The Lagoon has been topped up by the increasingly wet weather and on Sunday was around 60cm (two feet) deep in much of the water area. The force of the water gushing from the drain knocked over some of the Bulrushes (see pic) and the flushed sediment is building up, creating a shallow mudbank at this end of the pool.
The plants on the Lagoon meadow continue to flourish – although many are producing berries or seed – and there's even a clump of Kidney Vetch still in flower.
Easily confused – both highly poisonous
Pics by Graham Kenward. Click on pics to enlarge.
On Thursday, weather permitting, we will continue with the ground layer clearance at The Orchard. Meet at the Park Farm car park at 10:00hrs.
Remember to maintain 'social distancing!'
The task for Tuesday is to cut and remove the ground layer at the orchard - weather permitting. I have ordered a couple more hay rakes, but they won't be here on time - so could a few of you please bring your garden rakes with you?
Meet at the Park Farm car park at 10:00hrs. Graham K - usual pick-ups please.
Graeme Lyons, on his last survey visit to the Chipstead Downs part of the site, collected a really special Shieldbug. This is Sciocoris homalanotus and is the 2nd record for the U.K. Congratulations Graeme!
Today the Lagoon felt very much like an oasis surrounded by desert, as the fierce midday heat bounced off its walls. The water depth has dropped to the point where it is just mud at the drain end and a maximum of 36cm (14 inches in old money) elsewhere. Much of the liner edge is now exposed.
The water plant growth has continued to expand, with Hornwort colonising most of the water, and the Bulrush has seeded an outpost from the main clump near the drain. The meadow continues to change its star turns every week, with Wild Carrot now taking over from Ragwort in the main show as masses of seed heads mature. While on the steep slopes beside it, another native rarity has come into bloom: White Mullein (Verbascum lychnitus), see pic. This can be found in only a couple of sites in Surrey and, thanks to Peter Wakeham, we can now enjoy it here.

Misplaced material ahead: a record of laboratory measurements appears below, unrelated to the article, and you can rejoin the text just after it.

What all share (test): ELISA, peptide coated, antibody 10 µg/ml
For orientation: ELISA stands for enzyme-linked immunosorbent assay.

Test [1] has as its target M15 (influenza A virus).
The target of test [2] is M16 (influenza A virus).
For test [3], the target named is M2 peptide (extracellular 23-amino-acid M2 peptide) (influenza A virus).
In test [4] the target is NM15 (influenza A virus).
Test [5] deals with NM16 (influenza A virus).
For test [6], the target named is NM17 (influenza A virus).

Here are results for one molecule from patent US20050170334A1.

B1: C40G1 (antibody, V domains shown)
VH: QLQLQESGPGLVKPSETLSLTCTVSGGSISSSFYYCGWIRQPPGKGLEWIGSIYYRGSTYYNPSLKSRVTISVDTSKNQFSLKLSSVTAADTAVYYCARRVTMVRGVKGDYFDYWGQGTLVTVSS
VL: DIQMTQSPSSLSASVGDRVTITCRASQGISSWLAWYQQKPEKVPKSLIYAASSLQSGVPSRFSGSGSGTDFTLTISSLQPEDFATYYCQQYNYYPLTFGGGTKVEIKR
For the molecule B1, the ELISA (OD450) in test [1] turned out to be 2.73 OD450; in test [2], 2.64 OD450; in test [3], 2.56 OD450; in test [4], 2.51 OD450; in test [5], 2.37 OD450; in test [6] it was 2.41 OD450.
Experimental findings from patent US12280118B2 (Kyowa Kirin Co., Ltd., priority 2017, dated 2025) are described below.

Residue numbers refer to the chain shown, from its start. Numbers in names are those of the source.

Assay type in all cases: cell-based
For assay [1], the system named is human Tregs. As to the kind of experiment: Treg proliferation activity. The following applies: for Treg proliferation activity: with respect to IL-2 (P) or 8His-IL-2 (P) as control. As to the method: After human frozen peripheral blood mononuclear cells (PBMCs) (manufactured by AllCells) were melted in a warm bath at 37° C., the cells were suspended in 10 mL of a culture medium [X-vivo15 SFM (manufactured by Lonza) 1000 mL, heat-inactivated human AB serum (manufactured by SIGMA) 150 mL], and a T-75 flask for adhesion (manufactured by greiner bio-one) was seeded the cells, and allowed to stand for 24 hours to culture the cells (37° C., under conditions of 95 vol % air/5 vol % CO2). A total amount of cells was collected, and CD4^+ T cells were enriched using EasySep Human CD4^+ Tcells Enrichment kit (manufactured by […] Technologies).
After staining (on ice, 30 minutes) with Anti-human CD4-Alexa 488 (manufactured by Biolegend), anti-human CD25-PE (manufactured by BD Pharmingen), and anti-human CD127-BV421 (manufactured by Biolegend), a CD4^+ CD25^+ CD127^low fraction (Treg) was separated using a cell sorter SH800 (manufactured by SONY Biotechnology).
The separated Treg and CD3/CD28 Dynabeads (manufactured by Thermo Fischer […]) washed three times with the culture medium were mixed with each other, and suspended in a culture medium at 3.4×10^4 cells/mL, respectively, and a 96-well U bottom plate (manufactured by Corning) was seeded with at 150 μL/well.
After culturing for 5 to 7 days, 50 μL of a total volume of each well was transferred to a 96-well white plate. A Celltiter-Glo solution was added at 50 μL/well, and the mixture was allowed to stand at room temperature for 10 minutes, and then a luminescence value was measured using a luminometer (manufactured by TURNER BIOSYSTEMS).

On Thursday we will commence scything the orchards. Those with scythes, please bring them along. The rest of us will be gainfully employed in raking/removing the arisings. Meet at the Park Farm car park at 10:00hrs and bring plenty to drink (water, not beer!). If you could bring a garden rake, it would be appreciated!
See you there.
In addition to cans, bottles and crisp packets, no-longer-wet wipes and babies’ dummies, the biggest find was 50 nitrous oxide canisters (and the box they came in) just up the slope from Holly Lane car park.
Thanks to everyone who joined us and Andy for providing the new equipment for the task.
On Thursday we will be Balsam plucking, by popular request (actually by Richard C). Meet at the Park Farm car park at 10:00. Remember that Covid rules still apply...